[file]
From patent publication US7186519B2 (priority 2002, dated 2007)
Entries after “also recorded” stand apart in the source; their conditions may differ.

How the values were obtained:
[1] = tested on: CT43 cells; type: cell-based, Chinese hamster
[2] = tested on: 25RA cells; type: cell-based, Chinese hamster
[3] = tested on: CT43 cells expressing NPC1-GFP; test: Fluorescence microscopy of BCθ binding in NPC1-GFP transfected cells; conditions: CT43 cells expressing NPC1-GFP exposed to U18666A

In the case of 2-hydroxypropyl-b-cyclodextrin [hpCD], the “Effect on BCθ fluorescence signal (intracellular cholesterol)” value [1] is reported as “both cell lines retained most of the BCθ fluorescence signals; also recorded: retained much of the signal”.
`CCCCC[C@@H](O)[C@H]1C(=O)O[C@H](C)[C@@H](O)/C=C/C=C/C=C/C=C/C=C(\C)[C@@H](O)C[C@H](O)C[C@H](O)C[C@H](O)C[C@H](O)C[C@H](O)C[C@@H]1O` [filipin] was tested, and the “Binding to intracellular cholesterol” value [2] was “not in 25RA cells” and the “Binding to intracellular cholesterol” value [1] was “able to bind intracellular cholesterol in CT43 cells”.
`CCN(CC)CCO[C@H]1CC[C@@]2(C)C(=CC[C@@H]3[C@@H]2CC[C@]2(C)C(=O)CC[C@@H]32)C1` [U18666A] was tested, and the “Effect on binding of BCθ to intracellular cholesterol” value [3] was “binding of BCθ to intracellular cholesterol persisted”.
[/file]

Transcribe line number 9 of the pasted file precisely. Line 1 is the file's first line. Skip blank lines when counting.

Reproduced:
`CCN(CC)CCO[C@H]1CC[C@@]2(C)C(=CC[C@@H]3[C@@H]2CC[C@]2(C)C(=O)CC[C@@H]32)C1` [U18666A] was tested, and the “Effect on binding of BCθ to intracellular cholesterol” value [3] was “binding of BCθ to intracellular cholesterol persisted”.